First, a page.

In this paper, I will review the development of nuclearism in the West, its roots in military technology, its linkage to commercialism, attempts to place a boundary between the military and peaceful uses of nuclear technology, and the spread of nuclear weapons to Asian countries. I will then review the Non-Proliferation Treaty and its reference to nuclear energy as an “inalienable right,” return to the nuclearist view that nuclear weapons are a necessary evil and nuclear power an absolute good, and discuss the need for new thinking about nuclear technologies, as called for by Albert Einstein. I will then review nuclearism in Asia, global nuclearism, and finally the pressing need and important opportunity that now exists to achieve a world free of nuclear weapons.

Nuclearism Is a Western Ideology

Nuclearism is an ideology that originated in the West. The primary proponents of nuclearism have been the United States, Britain, France, and the former Soviet Union (now replaced by Russia). The “East-West” struggle of the Cold War described the division of Europe with Western Europe and the United States on one side of the divide, and Eastern Europe and the former Soviet Union on the other side. Both sides were proponents of nuclearism. Both sides believed that their nuclear deterrent forces prevented nuclear war and thereby kept the peace. Despite a lack of objective evidence that there was a causal connection between nuclear arsenals and the absence of a nuclear war, each side credited its expanding nuclear arsenal with keeping the peace. To underline this, the United States during the Reagan presidency named some of its powerful nuclear armed missiles “peacekeepers.”

Both nuclear weapons and nuclear power plants are products of the West. Nuclear weapons, nuclear power, and the ideology of nuclearism developed in the West and have spread throughout the world.

Nuclearism Originated As a Military Technology

Nuclear weapons were developed by the United States with the aid of European refugee scientists during World War II. The initial impetus for the U.S. effort was the fear that the Germans might develop similar weapons, and that these weapons would be necessary to deter the Germans from using theirs. However, by the time that the first U.S. nuclear weapons were developed, the Germans had already surrendered without having succeeded in developing a nuclear weapon.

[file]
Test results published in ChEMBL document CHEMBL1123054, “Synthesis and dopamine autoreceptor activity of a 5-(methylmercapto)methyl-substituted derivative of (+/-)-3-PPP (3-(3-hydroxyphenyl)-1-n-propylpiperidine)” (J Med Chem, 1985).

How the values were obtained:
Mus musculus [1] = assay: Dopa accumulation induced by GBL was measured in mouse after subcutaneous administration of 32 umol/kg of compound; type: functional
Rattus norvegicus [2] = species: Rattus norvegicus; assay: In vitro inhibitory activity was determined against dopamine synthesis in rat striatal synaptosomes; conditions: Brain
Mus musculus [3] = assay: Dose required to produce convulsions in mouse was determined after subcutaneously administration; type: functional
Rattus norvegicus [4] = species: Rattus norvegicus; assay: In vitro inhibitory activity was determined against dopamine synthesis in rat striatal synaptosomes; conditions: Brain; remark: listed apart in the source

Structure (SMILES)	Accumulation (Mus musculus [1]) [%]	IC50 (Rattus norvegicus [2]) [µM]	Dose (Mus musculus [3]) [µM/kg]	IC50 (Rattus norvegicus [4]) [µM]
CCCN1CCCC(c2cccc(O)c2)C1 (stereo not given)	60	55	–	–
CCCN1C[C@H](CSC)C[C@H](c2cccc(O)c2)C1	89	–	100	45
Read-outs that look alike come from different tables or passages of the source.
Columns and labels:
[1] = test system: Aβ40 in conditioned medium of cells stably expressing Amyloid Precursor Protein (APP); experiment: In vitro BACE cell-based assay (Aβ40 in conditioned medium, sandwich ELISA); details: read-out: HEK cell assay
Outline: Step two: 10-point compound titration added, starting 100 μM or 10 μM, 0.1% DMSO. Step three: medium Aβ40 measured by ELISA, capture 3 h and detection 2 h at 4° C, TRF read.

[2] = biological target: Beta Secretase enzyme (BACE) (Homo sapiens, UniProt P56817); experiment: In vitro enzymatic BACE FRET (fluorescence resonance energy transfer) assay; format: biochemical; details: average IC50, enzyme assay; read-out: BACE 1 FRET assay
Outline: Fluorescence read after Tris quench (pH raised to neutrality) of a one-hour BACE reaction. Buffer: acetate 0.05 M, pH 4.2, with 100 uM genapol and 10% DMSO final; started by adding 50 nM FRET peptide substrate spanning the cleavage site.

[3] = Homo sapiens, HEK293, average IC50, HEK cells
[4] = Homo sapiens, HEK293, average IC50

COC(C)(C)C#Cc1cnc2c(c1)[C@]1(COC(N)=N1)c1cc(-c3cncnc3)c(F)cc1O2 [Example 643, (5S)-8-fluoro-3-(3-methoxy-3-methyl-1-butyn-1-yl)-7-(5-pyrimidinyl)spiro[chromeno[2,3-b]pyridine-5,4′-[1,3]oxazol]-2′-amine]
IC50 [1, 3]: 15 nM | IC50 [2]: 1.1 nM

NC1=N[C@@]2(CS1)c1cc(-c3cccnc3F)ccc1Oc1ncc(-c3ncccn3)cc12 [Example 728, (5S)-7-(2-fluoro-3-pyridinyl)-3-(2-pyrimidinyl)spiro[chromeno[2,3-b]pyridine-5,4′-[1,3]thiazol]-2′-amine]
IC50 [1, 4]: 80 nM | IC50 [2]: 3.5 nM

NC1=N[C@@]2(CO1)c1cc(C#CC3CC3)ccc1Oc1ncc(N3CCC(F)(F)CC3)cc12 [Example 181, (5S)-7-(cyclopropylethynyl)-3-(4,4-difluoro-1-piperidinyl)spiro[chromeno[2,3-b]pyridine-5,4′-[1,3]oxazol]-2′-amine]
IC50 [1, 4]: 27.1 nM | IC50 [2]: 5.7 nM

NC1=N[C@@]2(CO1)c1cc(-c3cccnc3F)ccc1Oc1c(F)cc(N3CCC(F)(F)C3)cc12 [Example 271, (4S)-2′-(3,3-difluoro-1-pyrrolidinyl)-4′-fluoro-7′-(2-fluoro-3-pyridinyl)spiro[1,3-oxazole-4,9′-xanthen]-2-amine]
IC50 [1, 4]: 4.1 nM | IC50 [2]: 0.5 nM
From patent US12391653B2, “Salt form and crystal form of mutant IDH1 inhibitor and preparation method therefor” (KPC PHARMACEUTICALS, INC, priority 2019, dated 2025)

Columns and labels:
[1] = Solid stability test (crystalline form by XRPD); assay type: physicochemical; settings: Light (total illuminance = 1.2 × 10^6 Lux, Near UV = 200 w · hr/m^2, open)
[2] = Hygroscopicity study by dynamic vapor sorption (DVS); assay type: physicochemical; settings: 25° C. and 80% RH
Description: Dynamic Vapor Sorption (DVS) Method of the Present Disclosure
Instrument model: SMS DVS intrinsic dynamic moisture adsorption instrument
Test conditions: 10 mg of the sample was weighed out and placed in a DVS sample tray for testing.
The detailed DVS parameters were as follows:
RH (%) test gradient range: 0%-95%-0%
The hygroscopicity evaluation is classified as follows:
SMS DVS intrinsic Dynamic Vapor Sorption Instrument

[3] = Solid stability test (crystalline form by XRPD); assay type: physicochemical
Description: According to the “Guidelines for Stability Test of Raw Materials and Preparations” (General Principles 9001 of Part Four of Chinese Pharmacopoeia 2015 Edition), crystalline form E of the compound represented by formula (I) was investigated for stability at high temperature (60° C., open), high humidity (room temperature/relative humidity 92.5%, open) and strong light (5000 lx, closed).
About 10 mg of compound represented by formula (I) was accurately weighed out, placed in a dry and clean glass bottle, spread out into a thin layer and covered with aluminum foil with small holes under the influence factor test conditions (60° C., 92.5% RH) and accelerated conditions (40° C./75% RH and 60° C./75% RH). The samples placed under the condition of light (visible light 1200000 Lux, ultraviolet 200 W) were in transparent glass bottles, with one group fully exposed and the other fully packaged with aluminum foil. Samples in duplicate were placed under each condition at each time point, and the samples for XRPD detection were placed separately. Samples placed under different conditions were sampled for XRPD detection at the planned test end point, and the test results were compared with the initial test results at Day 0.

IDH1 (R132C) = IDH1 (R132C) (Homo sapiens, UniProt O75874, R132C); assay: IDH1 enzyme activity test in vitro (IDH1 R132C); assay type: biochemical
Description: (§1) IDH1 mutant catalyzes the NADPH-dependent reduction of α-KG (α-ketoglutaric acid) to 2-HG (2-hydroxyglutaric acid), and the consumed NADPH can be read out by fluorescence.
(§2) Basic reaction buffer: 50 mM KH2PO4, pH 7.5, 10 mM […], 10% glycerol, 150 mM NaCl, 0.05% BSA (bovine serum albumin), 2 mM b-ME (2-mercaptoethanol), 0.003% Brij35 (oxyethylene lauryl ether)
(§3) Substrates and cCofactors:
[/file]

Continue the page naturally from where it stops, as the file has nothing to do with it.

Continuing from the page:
The first U.S. nuclear weapon test took place on July 16, 1945 at Alamogordo, New Mexico. The war in the Pacific was still going on at that time, although the United States was aware that the Japanese were seeking to negotiate terms of surrender.(1) Just three weeks after the initial successful test of the weapon, it was used at Hiroshima, Japan on August 6, 1945, and three days later at Nagasaki, Japan. At Hiroshima some 90,000 persons, mostly civilians, were killed immediately, and a total of some 140,000 persons died as a result of the bombing by the end of 1945. At Nagasaki some 40,000 persons, again mostly civilians, were killed immediately, and a total of some 70,000 persons died as a result of the bombing by the end of 1945. The suffering of the survivors, the hibakusha, continues to the present. The people of Japan were the first victims of this powerful new technology.

The decision to use the newly developed weapon against the Japanese was made by U.S. President Harry Truman. When Truman received confirmation of the “success” of the use of the nuclear weapon dropped at Hiroshima, he is reported to have said, “This is the greatest day in history.”(2) One can imagine that the response to the devastation and mass killing of civilians was viewed somewhat differently in Japan.

In the United States certain myths developed around the use of nuclear weapons.(3) The weapons were credited with ending the war and saving American lives. They were, therefore, generally perceived in a positive light. In Japan, these weapons were seen from the perspective of the victims, and the Japanese developed what has been described as a “nuclear allergy.” At the Hiroshima Memorial Peace Park it says, “Never again! We shall not repeat this evil.”

With these tragic events the United States brought the world into a new era, the Nuclear Age. Its hallmark was a determined effort that involved the subordination of science and technology to military purpose. The effort resulted in harnessing the power of the nucleus of the atom, and releasing a destructive force far greater than had previously been possible by manmade means. The Nuclear Age was born of a scientific enterprise with a military purpose — the creation of nuclear weapons — that was organized, funded and controlled by government. In this new age the destruction of cities by a single weapon became not only a possibility, but a reality. The destruction of humankind became imaginable and possible.